La Leche League Leaders

La Leche League Leaders
La Leche League Leaders

Tuesday, January 27, 2009

Safety and Sleep

Parents are often very tired! Sometimes the best laid plans change once they have baby home with them. I am sure this is not a big surprise to most of you! Well, from time to time, moms start to call us and ask about safe sleep. Must the only place my baby sleeps be a crib? What if I want to sleep with my baby?

We can't tell you where to put your baby to sleep in your home, but we can tell you that you will know the right answer for your family when you figure out where you all get the most sleep. Keep in mind that the American Academy of Pediatrics recommends that babies sleep near their parents, (meaning in the same room) especially for the first 6 months. For some parents this may vary from a side-sleeper, bassinet, crib or with you. Just remember to educate yourself and do it safely either way.

There are a lot of websites and books that will tell parents it is only safe to sleep in a crib and others that will say you can only bond or breastfeed if you co-sleep. Neither is giving the full story. You may have a really high needs baby that needs to be near you and you are already co-sleeping. You may be too nervous to co-sleep and feel it is best for you all to have your own space. Sometimes, parents find a middle ground that all can live with, like sleeping with baby and moving them to a crib later or putting a baby down in a crib and then with them when they wake at 2 am.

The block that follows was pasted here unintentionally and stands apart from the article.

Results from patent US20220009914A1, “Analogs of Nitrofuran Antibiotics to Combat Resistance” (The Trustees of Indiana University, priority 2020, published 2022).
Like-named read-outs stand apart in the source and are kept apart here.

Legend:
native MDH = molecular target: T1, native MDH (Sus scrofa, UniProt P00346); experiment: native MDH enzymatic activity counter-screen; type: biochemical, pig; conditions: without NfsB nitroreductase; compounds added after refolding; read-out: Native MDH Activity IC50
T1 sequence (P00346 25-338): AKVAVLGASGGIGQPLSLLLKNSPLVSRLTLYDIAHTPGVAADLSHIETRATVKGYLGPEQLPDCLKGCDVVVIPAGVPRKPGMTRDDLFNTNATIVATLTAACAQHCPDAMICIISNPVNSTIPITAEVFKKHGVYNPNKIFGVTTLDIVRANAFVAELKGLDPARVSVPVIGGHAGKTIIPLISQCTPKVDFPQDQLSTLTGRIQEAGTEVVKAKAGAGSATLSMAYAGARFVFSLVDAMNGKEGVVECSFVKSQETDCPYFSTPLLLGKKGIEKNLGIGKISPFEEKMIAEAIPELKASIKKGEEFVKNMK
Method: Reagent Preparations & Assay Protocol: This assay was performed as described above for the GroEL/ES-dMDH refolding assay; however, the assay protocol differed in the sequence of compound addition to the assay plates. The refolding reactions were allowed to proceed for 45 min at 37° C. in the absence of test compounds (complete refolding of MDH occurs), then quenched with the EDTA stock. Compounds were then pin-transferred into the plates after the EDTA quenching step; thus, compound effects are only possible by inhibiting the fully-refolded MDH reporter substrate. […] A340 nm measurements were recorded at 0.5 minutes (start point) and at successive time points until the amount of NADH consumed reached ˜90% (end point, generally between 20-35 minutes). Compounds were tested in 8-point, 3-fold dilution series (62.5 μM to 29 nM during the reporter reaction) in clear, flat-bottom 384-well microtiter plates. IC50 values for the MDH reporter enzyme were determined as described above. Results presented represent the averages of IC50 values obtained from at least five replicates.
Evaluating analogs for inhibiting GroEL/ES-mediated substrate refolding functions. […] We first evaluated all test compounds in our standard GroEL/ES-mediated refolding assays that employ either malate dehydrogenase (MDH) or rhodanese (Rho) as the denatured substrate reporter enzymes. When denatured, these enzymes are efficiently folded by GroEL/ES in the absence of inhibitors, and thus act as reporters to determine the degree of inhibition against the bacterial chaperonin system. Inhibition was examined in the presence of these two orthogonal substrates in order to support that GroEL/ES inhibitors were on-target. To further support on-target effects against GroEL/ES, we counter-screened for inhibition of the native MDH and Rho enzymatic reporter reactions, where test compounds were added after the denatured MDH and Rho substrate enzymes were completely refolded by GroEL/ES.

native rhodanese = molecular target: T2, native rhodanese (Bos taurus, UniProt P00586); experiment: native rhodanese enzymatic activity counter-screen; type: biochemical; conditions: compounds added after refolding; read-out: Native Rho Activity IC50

If you put your baby in a crib, they should be in the same room with you. Remember to place babies on their backs when they are at an age where they can't turn over on their own. Make sure that there are no blind cords nearby and nothing is in the crib with the baby. If a light blanket is needed, tuck all sides along the bottom half of the crib, below baby’s arms. Make sure that no one smokes in or near your little one or their bedroom. Check to be sure the room is not too cold or too hot. Be sure the crib mattress is tight fitting and the bars are within safety standards (older crib bars may be too wide apart) and that the crib sheets can't be pulled loose or around the baby's head.